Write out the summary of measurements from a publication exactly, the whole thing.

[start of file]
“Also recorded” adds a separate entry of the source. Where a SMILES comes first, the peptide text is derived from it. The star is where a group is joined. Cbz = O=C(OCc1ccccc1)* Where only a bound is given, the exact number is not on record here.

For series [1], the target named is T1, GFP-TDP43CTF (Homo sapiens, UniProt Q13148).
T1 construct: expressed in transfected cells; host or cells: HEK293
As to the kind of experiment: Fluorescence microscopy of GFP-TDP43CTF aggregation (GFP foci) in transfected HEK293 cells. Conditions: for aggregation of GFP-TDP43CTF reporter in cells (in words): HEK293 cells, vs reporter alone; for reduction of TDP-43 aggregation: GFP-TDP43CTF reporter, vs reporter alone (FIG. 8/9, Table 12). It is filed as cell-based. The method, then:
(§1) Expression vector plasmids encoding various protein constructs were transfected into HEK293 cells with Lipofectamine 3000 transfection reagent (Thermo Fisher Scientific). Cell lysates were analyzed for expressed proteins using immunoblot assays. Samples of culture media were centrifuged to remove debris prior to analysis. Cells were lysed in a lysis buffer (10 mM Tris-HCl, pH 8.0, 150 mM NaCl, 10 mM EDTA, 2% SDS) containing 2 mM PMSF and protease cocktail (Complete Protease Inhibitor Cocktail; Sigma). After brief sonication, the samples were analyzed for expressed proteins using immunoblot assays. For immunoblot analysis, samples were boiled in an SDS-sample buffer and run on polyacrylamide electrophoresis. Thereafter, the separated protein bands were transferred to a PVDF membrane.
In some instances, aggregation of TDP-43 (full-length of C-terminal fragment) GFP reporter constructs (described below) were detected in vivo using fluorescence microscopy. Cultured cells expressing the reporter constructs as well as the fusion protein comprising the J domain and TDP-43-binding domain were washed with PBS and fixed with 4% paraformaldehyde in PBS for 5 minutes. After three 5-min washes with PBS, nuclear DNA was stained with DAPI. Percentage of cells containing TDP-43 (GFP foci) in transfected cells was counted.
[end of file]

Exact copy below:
“Also recorded” adds a separate entry of the source. Where a SMILES comes first, the peptide text is derived from it. The star is where a group is joined. Cbz = O=C(OCc1ccccc1)* Where only a bound is given, the exact number is not on record here.

For series [1], the target named is T1, GFP-TDP43CTF (Homo sapiens, UniProt Q13148).
T1 construct: expressed in transfected cells; host or cells: HEK293
As to the kind of experiment: Fluorescence microscopy of GFP-TDP43CTF aggregation (GFP foci) in transfected HEK293 cells. Conditions: for aggregation of GFP-TDP43CTF reporter in cells (in words): HEK293 cells, vs reporter alone; for reduction of TDP-43 aggregation: GFP-TDP43CTF reporter, vs reporter alone (FIG. 8/9, Table 12). It is filed as cell-based. The method, then:
(§1) Expression vector plasmids encoding various protein constructs were transfected into HEK293 cells with Lipofectamine 3000 transfection reagent (Thermo Fisher Scientific). Cell lysates were analyzed for expressed proteins using immunoblot assays. Samples of culture media were centrifuged to remove debris prior to analysis. Cells were lysed in a lysis buffer (10 mM Tris-HCl, pH 8.0, 150 mM NaCl, 10 mM EDTA, 2% SDS) containing 2 mM PMSF and protease cocktail (Complete Protease Inhibitor Cocktail; Sigma). After brief sonication, the samples were analyzed for expressed proteins using immunoblot assays. For immunoblot analysis, samples were boiled in an SDS-sample buffer and run on polyacrylamide electrophoresis. Thereafter, the separated protein bands were transferred to a PVDF membrane.
In some instances, aggregation of TDP-43 (full-length of C-terminal fragment) GFP reporter constructs (described below) were detected in vivo using fluorescence microscopy. Cultured cells expressing the reporter constructs as well as the fusion protein comprising the J domain and TDP-43-binding domain were washed with PBS and fixed with 4% paraformaldehyde in PBS for 5 minutes. After three 5-min washes with PBS, nuclear DNA was stained with DAPI. Percentage of cells containing TDP-43 (GFP foci) in transfected cells was counted.